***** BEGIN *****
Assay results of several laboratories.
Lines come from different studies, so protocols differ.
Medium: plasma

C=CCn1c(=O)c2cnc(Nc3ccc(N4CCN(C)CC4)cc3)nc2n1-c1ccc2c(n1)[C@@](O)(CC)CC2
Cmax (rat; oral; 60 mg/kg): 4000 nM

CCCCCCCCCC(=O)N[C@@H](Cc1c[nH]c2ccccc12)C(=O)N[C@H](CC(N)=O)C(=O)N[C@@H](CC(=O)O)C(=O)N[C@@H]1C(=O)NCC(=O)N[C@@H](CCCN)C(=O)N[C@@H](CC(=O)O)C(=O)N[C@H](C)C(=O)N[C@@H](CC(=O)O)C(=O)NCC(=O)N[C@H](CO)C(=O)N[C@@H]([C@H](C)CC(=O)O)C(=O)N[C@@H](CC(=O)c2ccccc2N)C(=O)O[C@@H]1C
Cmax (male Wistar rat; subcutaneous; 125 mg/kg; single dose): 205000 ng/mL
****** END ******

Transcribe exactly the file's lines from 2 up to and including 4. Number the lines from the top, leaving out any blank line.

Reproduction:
Lines come from different studies, so protocols differ.
Medium: plasma

C=CCn1c(=O)c2cnc(Nc3ccc(N4CCN(C)CC4)cc3)nc2n1-c1ccc2c(n1)[C@@](O)(CC)CC2